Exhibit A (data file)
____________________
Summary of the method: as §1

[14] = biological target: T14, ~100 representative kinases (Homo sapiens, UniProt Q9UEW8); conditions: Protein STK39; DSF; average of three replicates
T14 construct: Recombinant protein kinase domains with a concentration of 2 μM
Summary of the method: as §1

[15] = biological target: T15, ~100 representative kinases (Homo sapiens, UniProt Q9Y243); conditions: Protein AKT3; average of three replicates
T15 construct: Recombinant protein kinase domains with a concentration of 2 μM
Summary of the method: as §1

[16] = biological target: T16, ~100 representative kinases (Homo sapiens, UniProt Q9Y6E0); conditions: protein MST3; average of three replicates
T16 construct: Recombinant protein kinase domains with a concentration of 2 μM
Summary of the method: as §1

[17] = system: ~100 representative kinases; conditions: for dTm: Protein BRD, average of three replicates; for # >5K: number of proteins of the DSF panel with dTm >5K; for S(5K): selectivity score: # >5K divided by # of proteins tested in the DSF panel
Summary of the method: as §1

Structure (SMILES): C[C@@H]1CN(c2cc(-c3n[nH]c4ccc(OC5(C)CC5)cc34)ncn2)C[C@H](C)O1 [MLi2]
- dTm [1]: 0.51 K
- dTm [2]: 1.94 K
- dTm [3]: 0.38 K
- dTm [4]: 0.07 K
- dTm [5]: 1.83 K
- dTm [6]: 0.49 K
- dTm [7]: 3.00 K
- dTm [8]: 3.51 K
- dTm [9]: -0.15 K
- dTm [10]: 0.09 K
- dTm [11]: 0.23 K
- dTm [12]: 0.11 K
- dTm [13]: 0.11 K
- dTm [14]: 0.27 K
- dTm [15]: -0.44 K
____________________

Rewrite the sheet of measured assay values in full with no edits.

Summary of the method: as §1

[14] = biological target: T14, ~100 representative kinases (Homo sapiens, UniProt Q9UEW8); conditions: Protein STK39; DSF; average of three replicates
T14 construct: Recombinant protein kinase domains with a concentration of 2 μM
Summary of the method: as §1

[15] = biological target: T15, ~100 representative kinases (Homo sapiens, UniProt Q9Y243); conditions: Protein AKT3; average of three replicates
T15 construct: Recombinant protein kinase domains with a concentration of 2 μM
Summary of the method: as §1

[16] = biological target: T16, ~100 representative kinases (Homo sapiens, UniProt Q9Y6E0); conditions: protein MST3; average of three replicates
T16 construct: Recombinant protein kinase domains with a concentration of 2 μM
Summary of the method: as §1

[17] = system: ~100 representative kinases; conditions: for dTm: Protein BRD, average of three replicates; for # >5K: number of proteins of the DSF panel with dTm >5K; for S(5K): selectivity score: # >5K divided by # of proteins tested in the DSF panel
Summary of the method: as §1

Structure (SMILES): C[C@@H]1CN(c2cc(-c3n[nH]c4ccc(OC5(C)CC5)cc34)ncn2)C[C@H](C)O1 [MLi2]
- dTm [1]: 0.51 K
- dTm [2]: 1.94 K
- dTm [3]: 0.38 K
- dTm [4]: 0.07 K
- dTm [5]: 1.83 K
- dTm [6]: 0.49 K
- dTm [7]: 3.00 K
- dTm [8]: 3.51 K
- dTm [9]: -0.15 K
- dTm [10]: 0.09 K
- dTm [11]: 0.23 K
- dTm [12]: 0.11 K
- dTm [13]: 0.11 K
- dTm [14]: 0.27 K
- dTm [15]: -0.44 K